Fancy seeing a gold postbox and having the cake of your dreams in one of England’s quaintest towns? Then read on…
Some travel bloggers have an obsession with the number of countries they have been to, but I’m just as keen to see as much of England as I can. Last weekend, I was excited to visit a new county – Wiltshire – for the first time.
The town of Bradford on Avon (“BoA”), with a population of under 10,000, started life as a settlement around a “broad ford” in the River Avon, hence the name. Situated just south of Bath, it is nowhere near, and has nothing to do with the Yorkshire city, Bradford.
It is the hometown of Team GB kayaker Ed McKeever, and after he won a gold medal in the London 2012 Olympics a postbox was painted gold in his honour. Postboxes were painted gold in the hometowns of every Team GB gold medal winner in the Olympics and Paralympics that year, so there are over 100 around.
As well as a postbox, Ed has had a footbridge across the River Avon, next to the local Rowing and Canoeing Club, named after him.
There is another more impressive bridge across the Avon, the busy road bridge called Town Bridge, which I reckon Ed would have preferred to have had re-named after him. This 13th Century arched bridge is made with the town’s ubiquitous golden coloured stone. It has a small building on it which has been used as a chapel and a prison cell (known as the Lock Up) over the years.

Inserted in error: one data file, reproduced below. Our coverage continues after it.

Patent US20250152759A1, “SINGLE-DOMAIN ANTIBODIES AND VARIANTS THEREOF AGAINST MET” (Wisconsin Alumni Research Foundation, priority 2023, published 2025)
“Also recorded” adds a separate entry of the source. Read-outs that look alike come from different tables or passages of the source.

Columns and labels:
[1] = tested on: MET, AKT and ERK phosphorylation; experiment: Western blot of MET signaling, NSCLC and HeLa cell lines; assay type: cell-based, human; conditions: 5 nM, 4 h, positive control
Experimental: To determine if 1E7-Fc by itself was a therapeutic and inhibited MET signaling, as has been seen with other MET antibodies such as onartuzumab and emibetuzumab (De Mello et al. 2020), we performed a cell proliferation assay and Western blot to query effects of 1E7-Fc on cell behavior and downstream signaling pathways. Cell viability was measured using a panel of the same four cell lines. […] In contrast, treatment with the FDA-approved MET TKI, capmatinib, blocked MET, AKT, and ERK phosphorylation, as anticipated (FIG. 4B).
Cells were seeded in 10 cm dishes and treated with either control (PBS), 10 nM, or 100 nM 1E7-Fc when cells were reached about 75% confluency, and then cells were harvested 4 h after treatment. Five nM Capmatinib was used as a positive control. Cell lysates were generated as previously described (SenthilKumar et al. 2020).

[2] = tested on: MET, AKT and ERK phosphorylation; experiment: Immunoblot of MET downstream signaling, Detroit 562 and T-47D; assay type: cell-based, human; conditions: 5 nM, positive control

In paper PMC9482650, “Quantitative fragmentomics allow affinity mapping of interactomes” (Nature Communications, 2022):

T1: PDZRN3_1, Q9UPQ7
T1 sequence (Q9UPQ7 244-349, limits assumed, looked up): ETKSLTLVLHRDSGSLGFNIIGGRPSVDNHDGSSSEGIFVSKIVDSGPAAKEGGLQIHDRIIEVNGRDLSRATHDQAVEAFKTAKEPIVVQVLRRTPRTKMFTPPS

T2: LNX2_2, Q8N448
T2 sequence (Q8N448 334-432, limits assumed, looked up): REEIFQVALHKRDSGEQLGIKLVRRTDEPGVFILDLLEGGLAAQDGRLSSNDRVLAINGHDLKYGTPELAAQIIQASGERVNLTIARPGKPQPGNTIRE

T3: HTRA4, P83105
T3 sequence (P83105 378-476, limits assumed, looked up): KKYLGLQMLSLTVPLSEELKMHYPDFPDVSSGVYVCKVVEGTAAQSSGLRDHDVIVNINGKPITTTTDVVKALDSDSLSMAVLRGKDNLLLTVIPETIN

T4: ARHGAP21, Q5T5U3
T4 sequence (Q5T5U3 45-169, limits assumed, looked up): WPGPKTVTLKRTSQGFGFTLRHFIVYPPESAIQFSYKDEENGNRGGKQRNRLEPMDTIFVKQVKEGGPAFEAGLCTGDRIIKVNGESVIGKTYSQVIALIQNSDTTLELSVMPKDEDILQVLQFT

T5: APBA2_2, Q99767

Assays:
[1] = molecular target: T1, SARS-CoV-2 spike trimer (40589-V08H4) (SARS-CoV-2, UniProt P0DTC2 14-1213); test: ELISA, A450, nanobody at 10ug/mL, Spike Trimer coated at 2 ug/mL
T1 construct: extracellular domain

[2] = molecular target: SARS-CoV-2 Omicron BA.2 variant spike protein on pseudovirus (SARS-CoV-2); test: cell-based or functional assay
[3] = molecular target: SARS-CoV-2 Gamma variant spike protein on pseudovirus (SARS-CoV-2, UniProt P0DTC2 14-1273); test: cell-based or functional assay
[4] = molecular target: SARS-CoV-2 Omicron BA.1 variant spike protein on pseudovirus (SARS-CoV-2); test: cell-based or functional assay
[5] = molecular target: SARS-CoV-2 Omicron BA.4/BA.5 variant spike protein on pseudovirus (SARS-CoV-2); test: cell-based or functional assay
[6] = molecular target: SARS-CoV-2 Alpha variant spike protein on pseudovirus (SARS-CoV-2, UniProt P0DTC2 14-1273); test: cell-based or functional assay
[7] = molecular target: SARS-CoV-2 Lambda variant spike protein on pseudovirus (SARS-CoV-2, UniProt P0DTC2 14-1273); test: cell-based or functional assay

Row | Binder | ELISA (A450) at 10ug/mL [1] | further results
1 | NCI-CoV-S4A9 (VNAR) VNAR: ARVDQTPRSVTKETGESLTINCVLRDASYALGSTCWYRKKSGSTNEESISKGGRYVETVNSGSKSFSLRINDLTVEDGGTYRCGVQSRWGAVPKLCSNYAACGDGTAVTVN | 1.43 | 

I couldn’t help noticing a shortage of pubs in BoA, and thought it might not be the most exciting place to live in as a teenager. But what it lacks in boozers, it makes up for in cafes and tea-rooms – this is a seriously good town for cake lovers.
We grabbed an outside table at the Grumpy Badger (4 The Shambles; www.thegrumpybadger.co.uk), a place I had heard great things about in this post from fellow blogger WadeandRock. To be honest, the main reason for my 230 mile round-trip daytrip was to sample the raspberry, blueberry and lime cake I’d read about. That particular cake had sold out, so instead I plumped for the white chocolate, peach and pistachio beauty, which was as good as it looks – well worth the petrol money. All the cakes are homemade and the selection is a little more interesting than in your usual café – my second choice was chocolate and beetroot. My only regret was forgetting to return to buy a Grumpy Badger t-shirt. There was another café opposite the Grumpy Badger, several in the square next to Budgens, and a few others scattered around town so visitors will not go hungry.
To burn off the calories, we walked back down The Shambles (a narrow pedestrianized lane of shops in the same vein as, but not quite as impressive as its namesake in York), crossed Town Bridge and strolled for a couple of miles through a park alongside the River Avon. This would have eventually taken us to Bristol, so we back-tracked past the churches, cottages and cake shops of BoA.
We thoroughly enjoyed our day in BoA, a place that is the epitome of the word quaint – the kind of town that, if it hasn’t already, would make an ideal picturesque setting in a TV or film drama.
BoA can be reached by taking the A46 south at junction 18 of the M4. Follow the signs for Bath, then take the A363 for Bradford on Avon.
BoA does have its own rail station in the centre of town – change at Bath Spa.